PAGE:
Q: I have sleep apnea. How can I use CPAP with a stuffy nose?
A: Nasal congestion is one of the most common reasons that patients with obstructive sleep apnea fail to use continuous positive airway pressure (CPAP) machines. Positive airway pressure is prescribed to hold the airway open by preventing collapse of the soft tissues in the throat. However, the nose has a more rigid bony structure that is not readily inflated by the pressure. To the contrary, research has shown that the use of CPAP actually stimulates the nose to swell shut, with measurable decreases in the nasal volume and increased resistance to nasal airflow. If you have difficulty wearing CPAP, consult with an ear, nose and throat specialist. There are many treatment options available for stuffy noses.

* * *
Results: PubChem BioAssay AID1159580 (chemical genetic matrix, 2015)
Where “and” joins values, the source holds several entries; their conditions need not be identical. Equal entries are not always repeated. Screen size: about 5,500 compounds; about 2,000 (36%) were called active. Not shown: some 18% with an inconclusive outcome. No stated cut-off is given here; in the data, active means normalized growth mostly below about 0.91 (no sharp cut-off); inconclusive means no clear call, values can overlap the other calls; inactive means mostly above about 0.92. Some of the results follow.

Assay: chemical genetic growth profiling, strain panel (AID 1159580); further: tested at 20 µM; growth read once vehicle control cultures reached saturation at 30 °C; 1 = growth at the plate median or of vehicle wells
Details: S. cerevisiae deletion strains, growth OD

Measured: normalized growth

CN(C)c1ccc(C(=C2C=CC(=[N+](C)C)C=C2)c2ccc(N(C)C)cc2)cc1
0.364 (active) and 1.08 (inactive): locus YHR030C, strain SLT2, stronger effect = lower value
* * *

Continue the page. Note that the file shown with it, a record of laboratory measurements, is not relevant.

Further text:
Read the article: ‘Acute impact of continuous positive airway pressure on nasal patency’
Photo credit: sleepapnea.com